The simplicity of The Very Hungry Caterpillar and the fact that many children are exposed to it even before learning to read can be an excellent tool for facilitating immediate talk after reading. The topics of such discussions are mostly tied to illustrations in books or works in the text that children have learned to recognize. Thus, teachers will draw attention to an illustration and ask learners to point out the caterpillar, other objects or count them. Children can also be requested to participate in fill-in-the-blank routines. For example, when reading the caterpillar book, teachers will make such prompts as “On Thursday, he ate through___?” and point to the images of strawberries, and children are expected to identify the fruit. Then, the teacher will ask, “How many strawberries did the caterpillar eat?” and children will count the fruit aloud. Finally, the teacher will repeat the fact that the caterpillar ate through four strawberries and ask students whether that helped to quench his hunger, with the expectation that learners will say that the insect was “still hungry.”
The immediate talk that takes place after the reading of The Very Hungry Caterpillar enables to draw the attention of children to different concepts presented in the book as the process of reading is taking place. The non-immediate talk can also support vocabulary development and reading comprehension by engaging personal experiences, drawing inferences, and making predictions.
To conclude, The Very Hungry Caterpillar is a good choice for dialogic reading because books that are used in this method of instruction are expected to have quality and rich illustrations accompanied by diverse but straightforward vocabulary (Vukelich, Christie and Enz, 2008). The method of reading is highly active and requires high levels of engagement from children into the storytelling, intrinsic motivation, natural curiosity, as well as the desire to explore and experiment with new words. It is imperative that adults allow children to take initiative in the process to strengthen and increase their language skills, and because of the method’s flexibility, it is possible to continue using it in different contexts to teach reading in a welcoming and supportive environment.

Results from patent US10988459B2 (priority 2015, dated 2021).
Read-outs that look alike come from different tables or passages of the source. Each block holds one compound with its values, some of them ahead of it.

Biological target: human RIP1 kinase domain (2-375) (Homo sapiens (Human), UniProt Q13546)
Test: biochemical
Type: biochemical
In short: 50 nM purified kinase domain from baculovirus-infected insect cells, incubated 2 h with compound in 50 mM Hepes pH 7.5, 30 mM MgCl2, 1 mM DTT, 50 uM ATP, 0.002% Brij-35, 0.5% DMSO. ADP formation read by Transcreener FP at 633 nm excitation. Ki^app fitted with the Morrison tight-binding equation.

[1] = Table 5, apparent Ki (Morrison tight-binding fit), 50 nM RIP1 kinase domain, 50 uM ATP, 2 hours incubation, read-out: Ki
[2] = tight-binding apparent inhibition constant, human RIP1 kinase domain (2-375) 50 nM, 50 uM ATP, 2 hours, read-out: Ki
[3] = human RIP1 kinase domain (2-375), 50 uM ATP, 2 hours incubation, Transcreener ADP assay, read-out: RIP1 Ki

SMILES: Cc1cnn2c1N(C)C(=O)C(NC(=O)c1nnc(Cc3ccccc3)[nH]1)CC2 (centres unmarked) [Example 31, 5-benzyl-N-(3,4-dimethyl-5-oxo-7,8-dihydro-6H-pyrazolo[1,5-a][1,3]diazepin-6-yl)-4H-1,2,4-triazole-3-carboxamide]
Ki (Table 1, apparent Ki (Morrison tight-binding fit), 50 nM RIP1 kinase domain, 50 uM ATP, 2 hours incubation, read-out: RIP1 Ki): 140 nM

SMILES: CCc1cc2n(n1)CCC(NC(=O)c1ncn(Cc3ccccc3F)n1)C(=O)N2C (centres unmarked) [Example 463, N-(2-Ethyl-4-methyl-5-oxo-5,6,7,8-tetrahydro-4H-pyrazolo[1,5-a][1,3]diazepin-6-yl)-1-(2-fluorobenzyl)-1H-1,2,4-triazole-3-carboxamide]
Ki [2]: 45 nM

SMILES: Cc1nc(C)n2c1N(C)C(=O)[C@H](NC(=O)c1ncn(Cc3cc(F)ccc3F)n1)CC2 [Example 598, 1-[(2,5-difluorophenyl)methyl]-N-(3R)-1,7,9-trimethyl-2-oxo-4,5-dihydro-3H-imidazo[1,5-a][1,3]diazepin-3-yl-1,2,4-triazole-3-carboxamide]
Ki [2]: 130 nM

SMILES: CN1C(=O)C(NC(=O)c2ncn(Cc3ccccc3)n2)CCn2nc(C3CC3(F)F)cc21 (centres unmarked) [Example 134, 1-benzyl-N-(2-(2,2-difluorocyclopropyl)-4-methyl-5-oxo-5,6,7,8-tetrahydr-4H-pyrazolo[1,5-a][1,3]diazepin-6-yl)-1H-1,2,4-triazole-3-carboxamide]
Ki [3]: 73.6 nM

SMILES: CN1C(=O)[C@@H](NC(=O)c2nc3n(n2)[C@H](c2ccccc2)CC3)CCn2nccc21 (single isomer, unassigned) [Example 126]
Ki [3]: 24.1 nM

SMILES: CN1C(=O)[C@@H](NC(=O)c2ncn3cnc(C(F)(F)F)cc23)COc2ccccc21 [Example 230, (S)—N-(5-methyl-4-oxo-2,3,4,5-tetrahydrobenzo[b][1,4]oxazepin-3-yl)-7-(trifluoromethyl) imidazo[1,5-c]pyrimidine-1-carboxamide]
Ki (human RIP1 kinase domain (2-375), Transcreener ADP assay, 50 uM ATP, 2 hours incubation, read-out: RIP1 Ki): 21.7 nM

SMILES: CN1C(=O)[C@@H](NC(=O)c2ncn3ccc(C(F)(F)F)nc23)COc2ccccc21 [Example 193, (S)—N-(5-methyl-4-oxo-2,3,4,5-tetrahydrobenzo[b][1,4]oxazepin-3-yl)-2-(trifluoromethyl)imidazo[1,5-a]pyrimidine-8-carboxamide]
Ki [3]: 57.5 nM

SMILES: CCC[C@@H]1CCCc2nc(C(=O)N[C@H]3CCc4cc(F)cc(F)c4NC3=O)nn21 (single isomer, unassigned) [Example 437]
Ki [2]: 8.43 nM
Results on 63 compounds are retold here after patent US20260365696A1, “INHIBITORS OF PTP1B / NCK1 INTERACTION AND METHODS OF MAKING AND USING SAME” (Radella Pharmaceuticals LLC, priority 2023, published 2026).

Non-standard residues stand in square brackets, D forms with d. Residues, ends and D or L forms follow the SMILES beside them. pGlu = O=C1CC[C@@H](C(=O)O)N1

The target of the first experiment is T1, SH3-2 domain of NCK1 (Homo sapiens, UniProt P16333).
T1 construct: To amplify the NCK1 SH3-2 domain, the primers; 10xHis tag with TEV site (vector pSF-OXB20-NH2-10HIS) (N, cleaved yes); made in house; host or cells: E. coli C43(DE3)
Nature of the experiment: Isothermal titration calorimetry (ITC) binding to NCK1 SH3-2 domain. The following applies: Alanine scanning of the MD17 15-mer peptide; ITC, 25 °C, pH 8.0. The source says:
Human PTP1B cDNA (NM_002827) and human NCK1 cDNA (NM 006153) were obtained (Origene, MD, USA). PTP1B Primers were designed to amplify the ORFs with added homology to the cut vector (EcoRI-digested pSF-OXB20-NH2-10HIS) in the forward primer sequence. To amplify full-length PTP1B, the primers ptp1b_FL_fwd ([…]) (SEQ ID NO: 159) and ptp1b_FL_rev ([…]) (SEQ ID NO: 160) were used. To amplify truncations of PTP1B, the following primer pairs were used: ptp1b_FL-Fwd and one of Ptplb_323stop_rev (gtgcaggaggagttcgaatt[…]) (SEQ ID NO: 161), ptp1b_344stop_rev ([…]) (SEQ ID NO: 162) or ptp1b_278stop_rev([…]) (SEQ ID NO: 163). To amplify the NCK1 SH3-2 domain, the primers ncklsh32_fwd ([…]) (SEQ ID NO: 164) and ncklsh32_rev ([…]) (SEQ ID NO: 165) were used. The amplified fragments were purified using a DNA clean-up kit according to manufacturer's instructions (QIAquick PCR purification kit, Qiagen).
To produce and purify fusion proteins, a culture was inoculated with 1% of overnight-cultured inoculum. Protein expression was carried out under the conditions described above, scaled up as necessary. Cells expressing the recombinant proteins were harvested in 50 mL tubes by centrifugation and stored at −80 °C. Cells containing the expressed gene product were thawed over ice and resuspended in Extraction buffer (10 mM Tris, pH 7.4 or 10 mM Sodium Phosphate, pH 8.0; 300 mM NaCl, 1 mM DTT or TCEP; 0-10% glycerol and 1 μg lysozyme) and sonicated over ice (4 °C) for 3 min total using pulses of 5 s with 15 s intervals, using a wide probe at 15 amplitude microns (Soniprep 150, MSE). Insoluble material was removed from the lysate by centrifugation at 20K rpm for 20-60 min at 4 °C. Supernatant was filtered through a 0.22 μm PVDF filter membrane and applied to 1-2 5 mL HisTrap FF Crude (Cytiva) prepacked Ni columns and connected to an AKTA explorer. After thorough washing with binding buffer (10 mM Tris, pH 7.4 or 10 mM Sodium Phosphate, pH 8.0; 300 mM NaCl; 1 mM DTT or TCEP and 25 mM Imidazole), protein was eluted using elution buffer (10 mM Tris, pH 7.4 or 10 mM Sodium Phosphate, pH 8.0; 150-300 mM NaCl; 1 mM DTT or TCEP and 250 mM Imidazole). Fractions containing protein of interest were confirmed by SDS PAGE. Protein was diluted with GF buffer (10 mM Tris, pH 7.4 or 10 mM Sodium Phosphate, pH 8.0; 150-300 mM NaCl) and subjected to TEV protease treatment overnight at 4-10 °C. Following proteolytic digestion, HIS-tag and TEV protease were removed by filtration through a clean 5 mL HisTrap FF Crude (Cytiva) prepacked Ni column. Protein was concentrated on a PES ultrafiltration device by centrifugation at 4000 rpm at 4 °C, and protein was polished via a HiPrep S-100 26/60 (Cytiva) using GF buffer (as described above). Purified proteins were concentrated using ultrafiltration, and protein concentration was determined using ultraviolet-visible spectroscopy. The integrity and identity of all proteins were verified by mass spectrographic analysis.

Carle, E. (1994) The very hungry caterpillar. New York: World of Eric Carle.
Dickinson, D. and Tabors, P. (2001) Beginning literacy with language; young children learning at home and school. Baltimore: Brookes Publishing.
Fellowes, J. and Oakley, G. (2020) Language literacy and early childhood education. Oxford: Oxford University Press.
Hill, S. (2012) Developing early literacy; assessment and teaching. Eleanor Curtain Club.
McLachlan, C., Nicholson, T., Fielding-Barnsley, R., Mercer, L. and Ohi, S. (2012). Literacy in early childhood and primary education: issues, challenges, solutions. Cambridge: Cambridge University Press.
Roskos, K., Lenhart, L. and Tabors, P. (2009) Oral language and early literacy in preschool: talking, reading, and writing. Newark: International Reading Association.
Vukelich, C., Christie, J. and Enz, B. (2008) Helping young children learn language and literacy: birth through kindergarten. Boston: Allyn and Bacon.